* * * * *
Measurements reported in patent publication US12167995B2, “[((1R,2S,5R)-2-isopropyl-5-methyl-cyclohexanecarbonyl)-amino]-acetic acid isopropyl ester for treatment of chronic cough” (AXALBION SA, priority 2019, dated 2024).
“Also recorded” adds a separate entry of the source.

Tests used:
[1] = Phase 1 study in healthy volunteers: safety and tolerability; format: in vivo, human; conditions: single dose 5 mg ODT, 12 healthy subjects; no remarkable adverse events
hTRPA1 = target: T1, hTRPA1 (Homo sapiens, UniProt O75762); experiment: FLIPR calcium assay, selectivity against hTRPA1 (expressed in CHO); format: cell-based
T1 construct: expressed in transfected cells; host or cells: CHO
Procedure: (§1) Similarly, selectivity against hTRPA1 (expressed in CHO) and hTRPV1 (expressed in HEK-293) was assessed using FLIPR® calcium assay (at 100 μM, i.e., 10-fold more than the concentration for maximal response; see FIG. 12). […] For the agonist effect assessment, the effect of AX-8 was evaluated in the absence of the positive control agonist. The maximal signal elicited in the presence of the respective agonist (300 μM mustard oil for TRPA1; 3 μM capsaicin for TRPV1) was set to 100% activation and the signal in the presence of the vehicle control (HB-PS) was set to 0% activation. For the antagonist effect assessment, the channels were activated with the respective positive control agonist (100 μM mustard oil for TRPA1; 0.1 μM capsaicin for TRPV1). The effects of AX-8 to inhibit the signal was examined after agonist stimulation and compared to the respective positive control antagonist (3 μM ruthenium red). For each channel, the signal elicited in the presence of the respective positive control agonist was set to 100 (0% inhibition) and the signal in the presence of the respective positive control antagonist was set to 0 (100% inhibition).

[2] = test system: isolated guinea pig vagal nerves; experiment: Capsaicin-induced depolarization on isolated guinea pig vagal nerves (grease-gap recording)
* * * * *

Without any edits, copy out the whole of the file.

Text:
Measurements reported in patent publication US12167995B2, “[((1R,2S,5R)-2-isopropyl-5-methyl-cyclohexanecarbonyl)-amino]-acetic acid isopropyl ester for treatment of chronic cough” (AXALBION SA, priority 2019, dated 2024).
“Also recorded” adds a separate entry of the source.

Tests used:
[1] = Phase 1 study in healthy volunteers: safety and tolerability; format: in vivo, human; conditions: single dose 5 mg ODT, 12 healthy subjects; no remarkable adverse events
hTRPA1 = target: T1, hTRPA1 (Homo sapiens, UniProt O75762); experiment: FLIPR calcium assay, selectivity against hTRPA1 (expressed in CHO); format: cell-based
T1 construct: expressed in transfected cells; host or cells: CHO
Procedure: (§1) Similarly, selectivity against hTRPA1 (expressed in CHO) and hTRPV1 (expressed in HEK-293) was assessed using FLIPR® calcium assay (at 100 μM, i.e., 10-fold more than the concentration for maximal response; see FIG. 12). […] For the agonist effect assessment, the effect of AX-8 was evaluated in the absence of the positive control agonist. The maximal signal elicited in the presence of the respective agonist (300 μM mustard oil for TRPA1; 3 μM capsaicin for TRPV1) was set to 100% activation and the signal in the presence of the vehicle control (HB-PS) was set to 0% activation. For the antagonist effect assessment, the channels were activated with the respective positive control agonist (100 μM mustard oil for TRPA1; 0.1 μM capsaicin for TRPV1). The effects of AX-8 to inhibit the signal was examined after agonist stimulation and compared to the respective positive control antagonist (3 μM ruthenium red). For each channel, the signal elicited in the presence of the respective positive control agonist was set to 100 (0% inhibition) and the signal in the presence of the respective positive control antagonist was set to 0 (100% inhibition).

[2] = test system: isolated guinea pig vagal nerves; experiment: Capsaicin-induced depolarization on isolated guinea pig vagal nerves (grease-gap recording)